Articles | Volume 15, issue 3
The Cryosphere, 15, 1517–1535, 2021
https://doi.org/10.5194/tc-15-1517-2021
The Cryosphere, 15, 1517–1535, 2021
https://doi.org/10.5194/tc-15-1517-2021

Research article 25 Mar 2021

Research article | 25 Mar 2021

Evidence for a grounding line fan at the onset of a basal channel under the ice shelf of Support Force Glacier, Antarctica, revealed by reflection seismics

Coen Hofstede et al.

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Interactive discussion

Status: closed
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AC: Author comment | RC: Referee comment | SC: Short comment | EC: Editor comment
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Peer-review completion

AR: Author's response | RR: Referee report | ED: Editor decision
ED: Publish subject to revisions (further review by editor and referees) (31 Aug 2020) by Christian Hauck
AR by Coen Hofstede on behalf of the Authors (27 Oct 2020)  Author's response    Manuscript
ED: Referee Nomination & Report Request started (29 Oct 2020) by Christian Hauck
RR by Adam Booth (07 Dec 2020)
RR by Neil Ross (18 Dec 2020)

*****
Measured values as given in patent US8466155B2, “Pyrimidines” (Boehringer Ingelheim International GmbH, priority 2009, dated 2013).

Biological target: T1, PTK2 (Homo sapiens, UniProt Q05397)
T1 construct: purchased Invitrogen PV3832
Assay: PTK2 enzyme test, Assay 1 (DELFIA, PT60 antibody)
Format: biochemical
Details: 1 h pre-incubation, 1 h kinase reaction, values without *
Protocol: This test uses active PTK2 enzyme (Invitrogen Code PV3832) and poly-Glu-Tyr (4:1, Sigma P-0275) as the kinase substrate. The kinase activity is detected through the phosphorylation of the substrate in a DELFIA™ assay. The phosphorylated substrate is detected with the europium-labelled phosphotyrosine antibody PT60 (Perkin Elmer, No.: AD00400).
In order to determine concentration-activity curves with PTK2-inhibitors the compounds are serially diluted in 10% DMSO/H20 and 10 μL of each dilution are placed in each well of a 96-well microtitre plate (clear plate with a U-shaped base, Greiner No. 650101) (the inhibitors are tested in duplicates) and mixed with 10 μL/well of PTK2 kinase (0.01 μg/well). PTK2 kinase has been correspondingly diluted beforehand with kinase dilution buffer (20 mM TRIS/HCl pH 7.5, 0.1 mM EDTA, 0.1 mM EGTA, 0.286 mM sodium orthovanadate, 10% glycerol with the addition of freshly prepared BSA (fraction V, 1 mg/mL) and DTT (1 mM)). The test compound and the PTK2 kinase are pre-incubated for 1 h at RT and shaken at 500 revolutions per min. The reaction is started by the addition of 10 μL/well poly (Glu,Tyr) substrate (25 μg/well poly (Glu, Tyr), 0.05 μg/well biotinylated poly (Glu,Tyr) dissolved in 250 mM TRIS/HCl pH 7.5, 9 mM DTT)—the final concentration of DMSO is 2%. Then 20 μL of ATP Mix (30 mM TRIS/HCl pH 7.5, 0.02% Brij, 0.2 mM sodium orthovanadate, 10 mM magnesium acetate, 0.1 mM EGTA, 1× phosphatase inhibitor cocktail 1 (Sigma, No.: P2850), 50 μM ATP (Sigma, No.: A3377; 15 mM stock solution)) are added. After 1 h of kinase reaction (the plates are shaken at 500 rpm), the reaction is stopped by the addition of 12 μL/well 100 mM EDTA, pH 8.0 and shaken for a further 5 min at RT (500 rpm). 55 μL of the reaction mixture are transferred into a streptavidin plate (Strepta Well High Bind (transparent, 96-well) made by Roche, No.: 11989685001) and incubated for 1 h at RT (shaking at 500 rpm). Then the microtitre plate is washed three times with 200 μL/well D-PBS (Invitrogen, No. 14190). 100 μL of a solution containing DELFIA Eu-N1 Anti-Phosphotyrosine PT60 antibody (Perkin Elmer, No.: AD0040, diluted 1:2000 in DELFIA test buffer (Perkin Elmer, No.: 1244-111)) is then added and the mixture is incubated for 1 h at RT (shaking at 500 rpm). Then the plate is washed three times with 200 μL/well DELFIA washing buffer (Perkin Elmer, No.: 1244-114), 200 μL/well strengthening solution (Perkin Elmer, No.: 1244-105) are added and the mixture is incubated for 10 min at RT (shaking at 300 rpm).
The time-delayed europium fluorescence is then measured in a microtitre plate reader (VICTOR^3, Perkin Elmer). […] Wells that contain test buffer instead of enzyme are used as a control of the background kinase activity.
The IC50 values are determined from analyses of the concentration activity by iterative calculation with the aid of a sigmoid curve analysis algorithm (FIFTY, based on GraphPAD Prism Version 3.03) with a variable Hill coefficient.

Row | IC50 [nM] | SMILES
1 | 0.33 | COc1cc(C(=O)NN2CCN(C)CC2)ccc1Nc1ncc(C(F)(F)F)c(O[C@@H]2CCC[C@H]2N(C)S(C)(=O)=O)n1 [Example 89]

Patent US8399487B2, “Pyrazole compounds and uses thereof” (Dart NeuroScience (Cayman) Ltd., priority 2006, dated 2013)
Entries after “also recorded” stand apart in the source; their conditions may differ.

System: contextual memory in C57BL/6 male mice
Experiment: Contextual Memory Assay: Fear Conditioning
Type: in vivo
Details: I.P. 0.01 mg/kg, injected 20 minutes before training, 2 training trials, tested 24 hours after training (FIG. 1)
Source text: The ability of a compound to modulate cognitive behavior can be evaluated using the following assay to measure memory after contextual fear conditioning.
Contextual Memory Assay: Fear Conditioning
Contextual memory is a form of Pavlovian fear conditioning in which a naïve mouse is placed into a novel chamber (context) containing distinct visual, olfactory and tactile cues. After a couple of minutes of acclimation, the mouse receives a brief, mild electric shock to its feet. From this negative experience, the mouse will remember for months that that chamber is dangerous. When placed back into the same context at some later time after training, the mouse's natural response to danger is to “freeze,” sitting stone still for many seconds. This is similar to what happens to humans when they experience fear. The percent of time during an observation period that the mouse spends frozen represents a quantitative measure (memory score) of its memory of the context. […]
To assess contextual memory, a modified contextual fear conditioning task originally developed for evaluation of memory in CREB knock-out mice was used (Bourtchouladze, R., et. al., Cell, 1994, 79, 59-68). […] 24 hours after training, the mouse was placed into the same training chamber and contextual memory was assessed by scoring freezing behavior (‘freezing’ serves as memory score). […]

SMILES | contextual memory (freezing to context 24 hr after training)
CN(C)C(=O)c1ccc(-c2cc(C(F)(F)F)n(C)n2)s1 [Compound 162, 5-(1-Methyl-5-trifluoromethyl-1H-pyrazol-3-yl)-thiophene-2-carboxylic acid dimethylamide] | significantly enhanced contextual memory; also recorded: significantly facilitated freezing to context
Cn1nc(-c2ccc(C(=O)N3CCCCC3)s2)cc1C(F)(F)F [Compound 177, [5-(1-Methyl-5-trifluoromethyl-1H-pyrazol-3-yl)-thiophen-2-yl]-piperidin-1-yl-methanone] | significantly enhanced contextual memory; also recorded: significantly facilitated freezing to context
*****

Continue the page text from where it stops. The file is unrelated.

ED: Publish subject to minor revisions (review by editor) (31 Dec 2020) by Christian Hauck
AR by Coen Hofstede on behalf of the Authors (25 Jan 2021)  Author's response    Author's tracked changes    Manuscript
ED: Publish subject to technical corrections (05 Feb 2021) by Christian Hauck
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Short summary
Support Force Glacier rapidly flows into Filcher Ice Shelf of Antarctica. As we know little about this glacier and its subglacial drainage, we used seismic energy to map the transition area from grounded to floating ice where a drainage channel enters the ocean cavity. Soft sediments close to the grounding line are probably transported by this drainage channel. The constant ice thickness over the steeply dipping seabed of the ocean cavity suggests a stable transition and little basal melting.